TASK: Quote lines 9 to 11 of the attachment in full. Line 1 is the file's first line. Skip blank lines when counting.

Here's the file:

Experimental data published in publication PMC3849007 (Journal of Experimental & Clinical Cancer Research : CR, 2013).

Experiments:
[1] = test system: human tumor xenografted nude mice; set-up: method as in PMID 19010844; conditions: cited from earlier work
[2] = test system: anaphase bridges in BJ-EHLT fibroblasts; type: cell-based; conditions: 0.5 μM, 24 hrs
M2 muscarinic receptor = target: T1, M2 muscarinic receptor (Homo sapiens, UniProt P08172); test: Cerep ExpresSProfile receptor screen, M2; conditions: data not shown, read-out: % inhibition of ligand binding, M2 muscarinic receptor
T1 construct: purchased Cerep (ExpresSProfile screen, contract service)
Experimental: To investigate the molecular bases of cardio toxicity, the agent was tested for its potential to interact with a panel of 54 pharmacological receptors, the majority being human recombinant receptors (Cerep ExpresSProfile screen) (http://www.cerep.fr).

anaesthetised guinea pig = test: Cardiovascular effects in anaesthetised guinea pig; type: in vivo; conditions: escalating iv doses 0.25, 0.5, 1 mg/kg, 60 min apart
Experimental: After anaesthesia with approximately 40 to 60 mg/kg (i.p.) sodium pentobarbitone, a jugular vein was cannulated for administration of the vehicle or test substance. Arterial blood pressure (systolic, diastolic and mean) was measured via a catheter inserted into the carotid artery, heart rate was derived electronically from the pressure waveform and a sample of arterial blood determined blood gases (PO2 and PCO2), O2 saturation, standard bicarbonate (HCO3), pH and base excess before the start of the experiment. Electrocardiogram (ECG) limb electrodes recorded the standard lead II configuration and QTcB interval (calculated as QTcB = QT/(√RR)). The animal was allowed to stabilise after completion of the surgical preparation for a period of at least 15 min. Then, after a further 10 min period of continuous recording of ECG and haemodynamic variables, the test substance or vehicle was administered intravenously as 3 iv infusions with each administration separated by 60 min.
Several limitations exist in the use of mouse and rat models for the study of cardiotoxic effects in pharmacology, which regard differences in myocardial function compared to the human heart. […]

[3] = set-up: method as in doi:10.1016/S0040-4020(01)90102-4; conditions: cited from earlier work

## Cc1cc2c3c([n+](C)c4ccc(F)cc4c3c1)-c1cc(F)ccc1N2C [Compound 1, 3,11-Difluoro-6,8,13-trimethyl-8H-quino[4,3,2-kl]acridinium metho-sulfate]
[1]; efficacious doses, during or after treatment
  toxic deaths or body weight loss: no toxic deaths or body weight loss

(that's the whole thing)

Experimental: After anaesthesia with approximately 40 to 60 mg/kg (i.p.) sodium pentobarbitone, a jugular vein was cannulated for administration of the vehicle or test substance. Arterial blood pressure (systolic, diastolic and mean) was measured via a catheter inserted into the carotid artery, heart rate was derived electronically from the pressure waveform and a sample of arterial blood determined blood gases (PO2 and PCO2), O2 saturation, standard bicarbonate (HCO3), pH and base excess before the start of the experiment. Electrocardiogram (ECG) limb electrodes recorded the standard lead II configuration and QTcB interval (calculated as QTcB = QT/(√RR)). The animal was allowed to stabilise after completion of the surgical preparation for a period of at least 15 min. Then, after a further 10 min period of continuous recording of ECG and haemodynamic variables, the test substance or vehicle was administered intravenously as 3 iv infusions with each administration separated by 60 min.
Several limitations exist in the use of mouse and rat models for the study of cardiotoxic effects in pharmacology, which regard differences in myocardial function compared to the human heart. […]

[3] = set-up: method as in doi:10.1016/S0040-4020(01)90102-4; conditions: cited from earlier work